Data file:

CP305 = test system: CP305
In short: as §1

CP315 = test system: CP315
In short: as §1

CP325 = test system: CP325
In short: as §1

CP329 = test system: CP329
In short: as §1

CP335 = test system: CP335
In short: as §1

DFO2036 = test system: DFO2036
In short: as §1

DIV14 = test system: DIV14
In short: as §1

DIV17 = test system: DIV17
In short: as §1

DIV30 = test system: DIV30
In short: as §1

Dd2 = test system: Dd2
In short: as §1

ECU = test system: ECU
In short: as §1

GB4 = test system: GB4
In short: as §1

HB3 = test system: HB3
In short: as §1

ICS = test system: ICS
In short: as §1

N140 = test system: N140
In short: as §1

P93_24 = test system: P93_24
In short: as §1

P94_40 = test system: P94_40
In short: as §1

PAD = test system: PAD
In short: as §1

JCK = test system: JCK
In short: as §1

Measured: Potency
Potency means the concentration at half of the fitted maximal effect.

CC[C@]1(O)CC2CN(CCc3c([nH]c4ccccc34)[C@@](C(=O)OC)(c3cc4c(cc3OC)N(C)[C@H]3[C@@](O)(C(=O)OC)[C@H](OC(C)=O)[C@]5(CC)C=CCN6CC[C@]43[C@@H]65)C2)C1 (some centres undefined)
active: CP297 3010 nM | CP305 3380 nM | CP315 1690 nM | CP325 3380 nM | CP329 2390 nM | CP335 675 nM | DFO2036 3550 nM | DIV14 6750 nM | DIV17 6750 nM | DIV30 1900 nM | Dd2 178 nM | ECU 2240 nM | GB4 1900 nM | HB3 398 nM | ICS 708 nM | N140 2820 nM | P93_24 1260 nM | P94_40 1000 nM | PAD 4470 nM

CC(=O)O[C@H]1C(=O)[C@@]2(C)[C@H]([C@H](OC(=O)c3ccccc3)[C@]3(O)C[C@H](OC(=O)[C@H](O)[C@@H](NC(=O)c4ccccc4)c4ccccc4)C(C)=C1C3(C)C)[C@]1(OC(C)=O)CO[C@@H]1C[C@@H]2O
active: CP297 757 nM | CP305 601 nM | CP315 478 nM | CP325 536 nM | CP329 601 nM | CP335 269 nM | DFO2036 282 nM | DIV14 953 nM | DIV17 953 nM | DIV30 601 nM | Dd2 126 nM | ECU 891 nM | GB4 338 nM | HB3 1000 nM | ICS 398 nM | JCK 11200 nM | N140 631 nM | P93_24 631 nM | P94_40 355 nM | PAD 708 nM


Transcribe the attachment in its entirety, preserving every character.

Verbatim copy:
CP305 = test system: CP305
In short: as §1

CP315 = test system: CP315
In short: as §1

CP325 = test system: CP325
In short: as §1

CP329 = test system: CP329
In short: as §1

CP335 = test system: CP335
In short: as §1

DFO2036 = test system: DFO2036
In short: as §1

DIV14 = test system: DIV14
In short: as §1

DIV17 = test system: DIV17
In short: as §1

DIV30 = test system: DIV30
In short: as §1

Dd2 = test system: Dd2
In short: as §1

ECU = test system: ECU
In short: as §1

GB4 = test system: GB4
In short: as §1

HB3 = test system: HB3
In short: as §1

ICS = test system: ICS
In short: as §1

N140 = test system: N140
In short: as §1

P93_24 = test system: P93_24
In short: as §1

P94_40 = test system: P94_40
In short: as §1

PAD = test system: PAD
In short: as §1

JCK = test system: JCK
In short: as §1

Measured: Potency
Potency means the concentration at half of the fitted maximal effect.

CC[C@]1(O)CC2CN(CCc3c([nH]c4ccccc34)[C@@](C(=O)OC)(c3cc4c(cc3OC)N(C)[C@H]3[C@@](O)(C(=O)OC)[C@H](OC(C)=O)[C@]5(CC)C=CCN6CC[C@]43[C@@H]65)C2)C1 (some centres undefined)
active: CP297 3010 nM | CP305 3380 nM | CP315 1690 nM | CP325 3380 nM | CP329 2390 nM | CP335 675 nM | DFO2036 3550 nM | DIV14 6750 nM | DIV17 6750 nM | DIV30 1900 nM | Dd2 178 nM | ECU 2240 nM | GB4 1900 nM | HB3 398 nM | ICS 708 nM | N140 2820 nM | P93_24 1260 nM | P94_40 1000 nM | PAD 4470 nM

CC(=O)O[C@H]1C(=O)[C@@]2(C)[C@H]([C@H](OC(=O)c3ccccc3)[C@]3(O)C[C@H](OC(=O)[C@H](O)[C@@H](NC(=O)c4ccccc4)c4ccccc4)C(C)=C1C3(C)C)[C@]1(OC(C)=O)CO[C@@H]1C[C@@H]2O
active: CP297 757 nM | CP305 601 nM | CP315 478 nM | CP325 536 nM | CP329 601 nM | CP335 269 nM | DFO2036 282 nM | DIV14 953 nM | DIV17 953 nM | DIV30 601 nM | Dd2 126 nM | ECU 891 nM | GB4 338 nM | HB3 1000 nM | ICS 398 nM | JCK 11200 nM | N140 631 nM | P93_24 631 nM | P94_40 355 nM | PAD 708 nM